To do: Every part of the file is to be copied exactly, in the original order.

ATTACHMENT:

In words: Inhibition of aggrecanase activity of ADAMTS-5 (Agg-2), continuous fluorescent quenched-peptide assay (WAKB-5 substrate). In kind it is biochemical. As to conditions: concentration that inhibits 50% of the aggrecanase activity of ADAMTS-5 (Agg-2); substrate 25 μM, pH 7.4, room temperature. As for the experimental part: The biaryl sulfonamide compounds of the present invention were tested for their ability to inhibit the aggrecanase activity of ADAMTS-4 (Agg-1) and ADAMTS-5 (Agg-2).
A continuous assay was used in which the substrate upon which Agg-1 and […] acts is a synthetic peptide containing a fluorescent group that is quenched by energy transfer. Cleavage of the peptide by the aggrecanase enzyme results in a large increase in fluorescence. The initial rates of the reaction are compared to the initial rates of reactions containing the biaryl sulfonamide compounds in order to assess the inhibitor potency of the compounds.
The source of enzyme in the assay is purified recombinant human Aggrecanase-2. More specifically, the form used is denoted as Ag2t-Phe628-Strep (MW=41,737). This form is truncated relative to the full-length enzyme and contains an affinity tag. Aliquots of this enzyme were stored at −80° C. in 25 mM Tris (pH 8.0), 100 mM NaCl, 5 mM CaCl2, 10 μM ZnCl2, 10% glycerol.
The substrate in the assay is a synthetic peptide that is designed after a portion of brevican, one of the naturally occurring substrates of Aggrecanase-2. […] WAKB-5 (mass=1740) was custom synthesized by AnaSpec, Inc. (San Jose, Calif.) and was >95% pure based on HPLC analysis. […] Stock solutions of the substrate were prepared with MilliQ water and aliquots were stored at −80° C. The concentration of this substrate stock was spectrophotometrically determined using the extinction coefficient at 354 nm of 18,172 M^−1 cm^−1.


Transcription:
In words: Inhibition of aggrecanase activity of ADAMTS-5 (Agg-2), continuous fluorescent quenched-peptide assay (WAKB-5 substrate). In kind it is biochemical. As to conditions: concentration that inhibits 50% of the aggrecanase activity of ADAMTS-5 (Agg-2); substrate 25 μM, pH 7.4, room temperature. As for the experimental part: The biaryl sulfonamide compounds of the present invention were tested for their ability to inhibit the aggrecanase activity of ADAMTS-4 (Agg-1) and ADAMTS-5 (Agg-2).
A continuous assay was used in which the substrate upon which Agg-1 and […] acts is a synthetic peptide containing a fluorescent group that is quenched by energy transfer. Cleavage of the peptide by the aggrecanase enzyme results in a large increase in fluorescence. The initial rates of the reaction are compared to the initial rates of reactions containing the biaryl sulfonamide compounds in order to assess the inhibitor potency of the compounds.
The source of enzyme in the assay is purified recombinant human Aggrecanase-2. More specifically, the form used is denoted as Ag2t-Phe628-Strep (MW=41,737). This form is truncated relative to the full-length enzyme and contains an affinity tag. Aliquots of this enzyme were stored at −80° C. in 25 mM Tris (pH 8.0), 100 mM NaCl, 5 mM CaCl2, 10 μM ZnCl2, 10% glycerol.
The substrate in the assay is a synthetic peptide that is designed after a portion of brevican, one of the naturally occurring substrates of Aggrecanase-2. […] WAKB-5 (mass=1740) was custom synthesized by AnaSpec, Inc. (San Jose, Calif.) and was >95% pure based on HPLC analysis. […] Stock solutions of the substrate were prepared with MilliQ water and aliquots were stored at −80° C. The concentration of this substrate stock was spectrophotometrically determined using the extinction coefficient at 354 nm of 18,172 M^−1 cm^−1.